Fraunhofer IPA has developed a proximity sensor made from silicone and carbon nanotubes (CNT) which detects objects and determines their position. The materials and printing process used mean that the sensor is extremely flexible, economical and can be used for large surfaces. Industry and research partners can use and further develop this innovation straight away.

At first glance, the proximity sensor appears to be nothing special: a thin, elastic layer of silicone onto which black square surfaces are printed, but these...

Im Focus: 3-D scanning with water

3-D shape acquisition using water displacement as the shape sensor for the reconstruction of complex objects

A global team of computer scientists and engineers have developed an innovative technique that more completely reconstructs challenging 3D objects. An ancient...

Im Focus: Manipulating Electron Spins Without Loss of Information

Physicists have developed a new technique that uses electrical voltages to control the electron spin on a chip. The newly-developed method provides protection from spin decay, meaning that the contained information can be maintained and transmitted over comparatively large distances, as has been demonstrated by a team from the University of Basel’s Department of Physics and the Swiss Nanoscience Institute. The results have been published in Physical Review X.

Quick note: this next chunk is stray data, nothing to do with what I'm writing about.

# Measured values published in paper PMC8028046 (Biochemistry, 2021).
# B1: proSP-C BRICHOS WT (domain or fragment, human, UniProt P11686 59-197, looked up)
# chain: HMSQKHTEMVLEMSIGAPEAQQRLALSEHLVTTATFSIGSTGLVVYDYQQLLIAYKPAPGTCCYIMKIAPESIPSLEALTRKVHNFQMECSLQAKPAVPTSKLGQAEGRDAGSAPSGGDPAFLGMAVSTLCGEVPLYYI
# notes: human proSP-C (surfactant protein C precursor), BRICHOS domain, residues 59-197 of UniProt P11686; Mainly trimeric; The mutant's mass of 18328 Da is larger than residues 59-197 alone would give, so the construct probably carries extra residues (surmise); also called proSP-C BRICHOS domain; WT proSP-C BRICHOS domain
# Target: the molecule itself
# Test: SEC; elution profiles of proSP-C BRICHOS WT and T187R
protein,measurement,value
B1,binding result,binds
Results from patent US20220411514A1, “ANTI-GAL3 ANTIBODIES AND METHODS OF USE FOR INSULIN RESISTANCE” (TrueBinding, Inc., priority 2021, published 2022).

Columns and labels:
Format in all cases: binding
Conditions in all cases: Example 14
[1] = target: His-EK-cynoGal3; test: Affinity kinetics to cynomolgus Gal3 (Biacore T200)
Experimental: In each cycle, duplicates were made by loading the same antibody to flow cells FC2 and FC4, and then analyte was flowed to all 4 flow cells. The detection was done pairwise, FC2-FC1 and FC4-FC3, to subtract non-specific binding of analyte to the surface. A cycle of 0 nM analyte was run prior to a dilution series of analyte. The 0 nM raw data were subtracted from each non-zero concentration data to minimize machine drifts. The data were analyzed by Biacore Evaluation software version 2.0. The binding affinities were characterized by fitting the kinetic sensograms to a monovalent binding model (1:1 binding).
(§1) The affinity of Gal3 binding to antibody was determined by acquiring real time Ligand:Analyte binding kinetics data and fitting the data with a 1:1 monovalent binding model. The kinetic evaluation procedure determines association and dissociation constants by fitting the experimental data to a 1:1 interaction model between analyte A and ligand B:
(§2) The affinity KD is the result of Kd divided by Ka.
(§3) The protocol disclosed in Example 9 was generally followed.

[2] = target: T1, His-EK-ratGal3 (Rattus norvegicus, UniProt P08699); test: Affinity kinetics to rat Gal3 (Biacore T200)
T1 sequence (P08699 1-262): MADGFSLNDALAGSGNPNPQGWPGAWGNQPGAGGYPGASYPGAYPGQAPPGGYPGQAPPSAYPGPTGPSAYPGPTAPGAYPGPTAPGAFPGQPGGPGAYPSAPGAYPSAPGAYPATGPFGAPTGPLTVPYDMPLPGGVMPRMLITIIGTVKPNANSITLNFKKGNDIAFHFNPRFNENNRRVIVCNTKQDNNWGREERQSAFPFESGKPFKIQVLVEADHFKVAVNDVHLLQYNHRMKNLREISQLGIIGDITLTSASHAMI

For several years, researchers have been trying to use the spin of an electron to store and transmit information. The spin of each electron is always coupled...

Im Focus: The proton precisely weighted

What is the mass of a proton? Scientists from Germany and Japan successfully did an important step towards the most exact knowledge of this fundamental constant. By means of precision measurements on a single proton, they could improve the precision by a factor of three and also correct the existing value.

To determine the mass of a single proton still more accurate – a group of physicists led by Klaus Blaum and Sven Sturm of the Max Planck Institute for Nuclear...

All Focus news of the innovation-report >>>

Anzeige

Anzeige

Event News

Clash of Realities 2017: Registration now open. International Conference at TH Köln

26.07.2017 | Event News

Closing the Sustainability Circle: Protection of Food with Biobased Materials

21.07.2017 | Event News

»We are bringing Additive Manufacturing to SMEs«

19.07.2017 | Event News

 
Latest News

CCNY physicists master unexplored electron property

26.07.2017 | Physics and Astronomy

Molecular microscopy illuminates molecular motor motion

26.07.2017 | Life Sciences

Large-Mouthed Fish Was Top Predator After Mass Extinction

26.07.2017 | Earth Sciences

VideoLinks
B2B-VideoLinks
More VideoLinks >>>